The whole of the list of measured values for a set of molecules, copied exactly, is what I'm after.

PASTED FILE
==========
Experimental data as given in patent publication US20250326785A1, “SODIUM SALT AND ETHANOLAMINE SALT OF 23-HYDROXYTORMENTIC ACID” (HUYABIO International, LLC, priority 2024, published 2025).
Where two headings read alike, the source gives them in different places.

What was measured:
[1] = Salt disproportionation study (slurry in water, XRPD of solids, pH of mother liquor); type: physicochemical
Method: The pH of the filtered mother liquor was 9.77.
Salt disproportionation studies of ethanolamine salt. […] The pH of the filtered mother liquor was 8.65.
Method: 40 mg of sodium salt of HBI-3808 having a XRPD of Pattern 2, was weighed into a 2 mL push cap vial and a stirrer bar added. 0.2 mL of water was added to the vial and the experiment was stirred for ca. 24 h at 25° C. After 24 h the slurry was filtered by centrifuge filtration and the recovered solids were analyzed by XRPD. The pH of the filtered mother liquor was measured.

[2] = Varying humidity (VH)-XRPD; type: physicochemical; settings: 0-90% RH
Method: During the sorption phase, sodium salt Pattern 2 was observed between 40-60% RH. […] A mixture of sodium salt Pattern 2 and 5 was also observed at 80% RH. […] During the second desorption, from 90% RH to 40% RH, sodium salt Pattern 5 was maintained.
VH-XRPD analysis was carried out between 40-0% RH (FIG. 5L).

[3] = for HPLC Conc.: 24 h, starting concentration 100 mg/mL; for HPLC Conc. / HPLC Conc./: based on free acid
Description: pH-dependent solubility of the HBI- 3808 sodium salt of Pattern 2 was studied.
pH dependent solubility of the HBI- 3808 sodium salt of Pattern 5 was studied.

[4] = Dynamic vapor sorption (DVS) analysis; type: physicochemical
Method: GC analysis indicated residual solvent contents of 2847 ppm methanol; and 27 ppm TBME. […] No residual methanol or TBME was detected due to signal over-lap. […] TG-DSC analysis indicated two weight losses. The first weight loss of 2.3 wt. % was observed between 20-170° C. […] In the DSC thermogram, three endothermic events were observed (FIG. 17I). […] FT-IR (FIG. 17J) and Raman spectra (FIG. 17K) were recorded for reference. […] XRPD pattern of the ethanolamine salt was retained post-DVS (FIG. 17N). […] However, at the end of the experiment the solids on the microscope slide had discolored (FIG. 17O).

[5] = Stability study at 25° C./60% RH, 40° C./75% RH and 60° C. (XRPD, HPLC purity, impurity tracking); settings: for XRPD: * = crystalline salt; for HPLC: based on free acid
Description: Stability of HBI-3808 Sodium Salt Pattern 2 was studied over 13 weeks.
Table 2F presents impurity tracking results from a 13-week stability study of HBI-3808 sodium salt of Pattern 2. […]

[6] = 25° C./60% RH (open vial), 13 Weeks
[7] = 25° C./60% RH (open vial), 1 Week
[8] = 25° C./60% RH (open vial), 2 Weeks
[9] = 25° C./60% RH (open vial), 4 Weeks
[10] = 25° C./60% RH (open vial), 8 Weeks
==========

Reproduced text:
Experimental data as given in patent publication US20250326785A1, “SODIUM SALT AND ETHANOLAMINE SALT OF 23-HYDROXYTORMENTIC ACID” (HUYABIO International, LLC, priority 2024, published 2025).
Where two headings read alike, the source gives them in different places.

What was measured:
[1] = Salt disproportionation study (slurry in water, XRPD of solids, pH of mother liquor); type: physicochemical
Method: The pH of the filtered mother liquor was 9.77.
Salt disproportionation studies of ethanolamine salt. […] The pH of the filtered mother liquor was 8.65.
Method: 40 mg of sodium salt of HBI-3808 having a XRPD of Pattern 2, was weighed into a 2 mL push cap vial and a stirrer bar added. 0.2 mL of water was added to the vial and the experiment was stirred for ca. 24 h at 25° C. After 24 h the slurry was filtered by centrifuge filtration and the recovered solids were analyzed by XRPD. The pH of the filtered mother liquor was measured.

[2] = Varying humidity (VH)-XRPD; type: physicochemical; settings: 0-90% RH
Method: During the sorption phase, sodium salt Pattern 2 was observed between 40-60% RH. […] A mixture of sodium salt Pattern 2 and 5 was also observed at 80% RH. […] During the second desorption, from 90% RH to 40% RH, sodium salt Pattern 5 was maintained.
VH-XRPD analysis was carried out between 40-0% RH (FIG. 5L).

[3] = for HPLC Conc.: 24 h, starting concentration 100 mg/mL; for HPLC Conc. / HPLC Conc./: based on free acid
Description: pH-dependent solubility of the HBI- 3808 sodium salt of Pattern 2 was studied.
pH dependent solubility of the HBI- 3808 sodium salt of Pattern 5 was studied.

[4] = Dynamic vapor sorption (DVS) analysis; type: physicochemical
Method: GC analysis indicated residual solvent contents of 2847 ppm methanol; and 27 ppm TBME. […] No residual methanol or TBME was detected due to signal over-lap. […] TG-DSC analysis indicated two weight losses. The first weight loss of 2.3 wt. % was observed between 20-170° C. […] In the DSC thermogram, three endothermic events were observed (FIG. 17I). […] FT-IR (FIG. 17J) and Raman spectra (FIG. 17K) were recorded for reference. […] XRPD pattern of the ethanolamine salt was retained post-DVS (FIG. 17N). […] However, at the end of the experiment the solids on the microscope slide had discolored (FIG. 17O).

[5] = Stability study at 25° C./60% RH, 40° C./75% RH and 60° C. (XRPD, HPLC purity, impurity tracking); settings: for XRPD: * = crystalline salt; for HPLC: based on free acid
Description: Stability of HBI-3808 Sodium Salt Pattern 2 was studied over 13 weeks.
Table 2F presents impurity tracking results from a 13-week stability study of HBI-3808 sodium salt of Pattern 2. […]

[6] = 25° C./60% RH (open vial), 13 Weeks
[7] = 25° C./60% RH (open vial), 1 Week
[8] = 25° C./60% RH (open vial), 2 Weeks
[9] = 25° C./60% RH (open vial), 4 Weeks
[10] = 25° C./60% RH (open vial), 8 Weeks